During his extraordinary run for the presidency, Donald Trump vowed again and again to "drain the swamp" and rid our government of corruption, waste, and insider-dealing.

These promises are blatantly laughable in many respects. From the various small-time grafts and crookery of Scott Pruitt and Tom Price to the full-blown criminal conviction of Paul Manafort and guilty pleas of the two Michaels (Flynn and Cohen, the latter of whom directly implicated Trump himself in a crime), the president's promise to drain the swamp is clearly beyond broken.

Trump is not the man to clean up Washington. He's too much of a mess himself.

But the swamp has always been about more than the prominent people surrounding the president. Draining the swamp was also supposed to be about ending the all-too-common corruption of government policy.

Indeed, GOP lawmakers have long intoned against "waste, fraud, and abuse," claiming the corruption, bloat, and thoughtlessness of big government represents a gross injustice to U.S. taxpayers. Are they ready to drain the swamp and be responsible stewards of public money and trust?


As but one example: This week, party leaders decided to sidestep any attempt at farm bill subsidy reform — efforts that would have limited the amount of taxpayer dollars that go to the nation's wealthiest farmers — so that they could instead focus on putting additional work requirements on the bill's food stamp beneficiaries. Those requirements could reduce benefits by $9.2 billion between 2018 and 2028, and cause as many as 2 million food stamp recipients to see their benefits reduced or eliminated.

Let's be clear about what this means: Our government is literally taking food out of the mouths of America's poorest citizens to lavish excessive taxpayer money on the rich.

The top 10 percent of the nation's wealthiest farms receive 77 percent of the farm bill's commodity subsidies. Meanwhile, as Caroline Kitchens wrote for the R Street Institute earlier this year:

To be eligible for [food stamps], Americans must show their gross monthly household income is below 130 percent of the poverty line. For a family of three in 2018, that means making less than $2,213 a month, for an annual income of just $26,600 a year.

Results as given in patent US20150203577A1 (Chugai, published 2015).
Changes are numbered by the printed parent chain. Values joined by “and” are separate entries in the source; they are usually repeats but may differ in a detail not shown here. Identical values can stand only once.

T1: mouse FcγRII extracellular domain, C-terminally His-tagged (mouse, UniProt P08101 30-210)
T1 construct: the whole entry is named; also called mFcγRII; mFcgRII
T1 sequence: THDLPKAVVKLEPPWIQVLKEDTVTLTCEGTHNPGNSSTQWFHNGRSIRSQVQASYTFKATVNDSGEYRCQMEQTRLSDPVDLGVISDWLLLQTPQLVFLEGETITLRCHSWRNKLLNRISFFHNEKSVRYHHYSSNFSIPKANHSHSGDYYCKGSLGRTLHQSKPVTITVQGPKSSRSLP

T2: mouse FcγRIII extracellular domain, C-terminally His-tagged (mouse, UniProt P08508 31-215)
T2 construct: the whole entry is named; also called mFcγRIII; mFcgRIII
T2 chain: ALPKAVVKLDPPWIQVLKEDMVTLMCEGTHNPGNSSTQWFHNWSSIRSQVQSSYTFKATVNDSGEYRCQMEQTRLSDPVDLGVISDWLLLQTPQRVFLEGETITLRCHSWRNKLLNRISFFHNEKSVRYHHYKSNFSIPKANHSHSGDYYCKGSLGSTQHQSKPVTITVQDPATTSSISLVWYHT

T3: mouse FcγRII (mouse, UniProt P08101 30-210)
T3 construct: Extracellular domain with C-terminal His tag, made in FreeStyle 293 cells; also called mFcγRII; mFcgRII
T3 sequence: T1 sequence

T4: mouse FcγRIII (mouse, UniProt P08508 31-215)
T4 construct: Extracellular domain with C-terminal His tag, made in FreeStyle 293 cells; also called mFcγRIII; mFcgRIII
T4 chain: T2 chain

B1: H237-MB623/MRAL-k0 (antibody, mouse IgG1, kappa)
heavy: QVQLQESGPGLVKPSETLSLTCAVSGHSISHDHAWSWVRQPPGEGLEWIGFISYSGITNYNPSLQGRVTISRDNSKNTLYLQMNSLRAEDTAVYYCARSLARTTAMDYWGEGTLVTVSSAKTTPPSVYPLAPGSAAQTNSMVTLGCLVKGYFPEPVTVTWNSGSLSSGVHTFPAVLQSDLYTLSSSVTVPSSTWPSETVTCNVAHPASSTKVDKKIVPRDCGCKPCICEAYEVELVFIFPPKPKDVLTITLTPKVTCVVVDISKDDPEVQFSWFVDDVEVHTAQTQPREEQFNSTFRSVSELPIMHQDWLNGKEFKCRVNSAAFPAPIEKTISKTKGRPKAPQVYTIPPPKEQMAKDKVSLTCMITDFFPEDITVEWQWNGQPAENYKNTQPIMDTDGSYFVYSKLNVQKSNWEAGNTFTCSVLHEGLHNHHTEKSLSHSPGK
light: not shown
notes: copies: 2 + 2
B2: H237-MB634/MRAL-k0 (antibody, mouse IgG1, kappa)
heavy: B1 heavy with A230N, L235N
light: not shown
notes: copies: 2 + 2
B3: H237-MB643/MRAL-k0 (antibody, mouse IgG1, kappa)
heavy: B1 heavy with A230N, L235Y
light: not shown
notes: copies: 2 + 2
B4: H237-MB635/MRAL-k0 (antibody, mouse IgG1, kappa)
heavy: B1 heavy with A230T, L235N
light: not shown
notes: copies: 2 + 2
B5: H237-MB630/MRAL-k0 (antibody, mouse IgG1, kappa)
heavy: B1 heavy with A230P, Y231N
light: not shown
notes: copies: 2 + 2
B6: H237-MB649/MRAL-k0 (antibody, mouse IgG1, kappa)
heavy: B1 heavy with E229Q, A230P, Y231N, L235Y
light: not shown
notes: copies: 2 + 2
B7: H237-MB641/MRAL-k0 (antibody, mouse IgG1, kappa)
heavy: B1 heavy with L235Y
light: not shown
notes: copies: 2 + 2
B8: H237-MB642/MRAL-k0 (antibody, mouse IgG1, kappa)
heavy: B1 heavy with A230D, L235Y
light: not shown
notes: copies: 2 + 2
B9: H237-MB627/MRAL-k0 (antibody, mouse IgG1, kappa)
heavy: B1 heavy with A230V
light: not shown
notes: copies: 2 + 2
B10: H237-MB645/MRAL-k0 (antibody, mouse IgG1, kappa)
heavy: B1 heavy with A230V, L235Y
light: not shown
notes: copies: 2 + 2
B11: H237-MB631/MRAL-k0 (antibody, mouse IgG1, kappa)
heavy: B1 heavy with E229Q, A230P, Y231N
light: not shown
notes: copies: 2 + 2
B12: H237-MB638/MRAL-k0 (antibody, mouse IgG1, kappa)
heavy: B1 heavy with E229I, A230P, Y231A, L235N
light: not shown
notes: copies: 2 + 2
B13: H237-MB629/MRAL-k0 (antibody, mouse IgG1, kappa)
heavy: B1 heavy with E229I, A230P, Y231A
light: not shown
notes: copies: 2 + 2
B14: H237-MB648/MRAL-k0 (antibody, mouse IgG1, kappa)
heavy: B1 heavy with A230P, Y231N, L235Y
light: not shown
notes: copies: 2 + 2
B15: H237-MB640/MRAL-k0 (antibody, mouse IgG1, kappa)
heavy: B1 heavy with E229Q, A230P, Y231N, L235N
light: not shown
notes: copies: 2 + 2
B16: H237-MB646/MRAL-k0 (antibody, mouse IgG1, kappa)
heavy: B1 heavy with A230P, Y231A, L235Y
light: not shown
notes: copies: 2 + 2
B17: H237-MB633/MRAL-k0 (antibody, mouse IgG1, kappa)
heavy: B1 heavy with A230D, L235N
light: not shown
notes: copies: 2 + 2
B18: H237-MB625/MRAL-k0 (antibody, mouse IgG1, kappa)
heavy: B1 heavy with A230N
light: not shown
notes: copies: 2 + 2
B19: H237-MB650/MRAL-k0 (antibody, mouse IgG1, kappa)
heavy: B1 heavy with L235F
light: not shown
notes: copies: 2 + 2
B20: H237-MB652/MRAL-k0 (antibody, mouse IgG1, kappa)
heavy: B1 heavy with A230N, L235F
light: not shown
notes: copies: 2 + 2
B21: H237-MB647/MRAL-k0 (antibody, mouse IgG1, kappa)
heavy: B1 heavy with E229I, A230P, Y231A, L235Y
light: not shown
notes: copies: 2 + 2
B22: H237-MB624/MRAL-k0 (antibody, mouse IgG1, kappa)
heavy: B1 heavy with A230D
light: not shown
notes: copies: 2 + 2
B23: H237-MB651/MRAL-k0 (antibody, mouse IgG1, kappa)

By contrast, farmers are able to rake in taxpayer handouts regardless of the size and profitability of their operation. The federal crop insurance program subsidizes, on average, 62 percent of farmers' insurance premiums, with no means test whatsoever. This allows the largest farm operations to receive virtually unlimited subsidies. Owners of mega-farms have received more than $1 million in subsidies from taxpayers. [R Street]

What kind of swamp draining is this? The Republican Party wants to make it harder for America's poorest citizens to receive basic food stamp support — but they have no problem dishing out millions in taxpayer money, no strings attached, to the nation's largest agribusinesses.

Trump promised to make things different. So did his fellow lawmakers. Since the last farm bill passed in 2013, a bipartisan coalition of libertarians, environmental activists, and free marketeers have been working to cap subsidy payments and insurance premiums. These unlikely allies seemed to agree that the government should be spending less on its wealthiest citizens — especially when that spending entrenches a system of agriculture that is broken and ecologically harmful, and institutionalizes a crony capitalism that prevents small and beginning farmers from ever getting their start.

But those efforts all failed.

Corruption, graft, self-dealing, and grovelingly doling out lavish government gifts to industries with the best lobbyists and biggest campaign donations — this has long been par for the course in Washington. For decades, Washington politicians have funded wealthy farmers' business risk and helped their bottom line. This corporate welfare has become so entrenched — on both sides of the aisle — it's almost impossible to oppose. Ag lobbyists have rhetoric on their side, after all: No matter the millions their clients might make, most Americans believe farm bill recipients to be kind, vulnerable, mom-and-pop sorts of figures — not multi-millionaires residing in New York City.

The farm bill is just one item in Washington's vast portfolio that demands reform. There are hundreds of other worthy causes, too. But as long as Trump and his entrenched, elitist colleagues lead the GOP, not an ounce of muck will be drained from the swamp that is our nation's capital.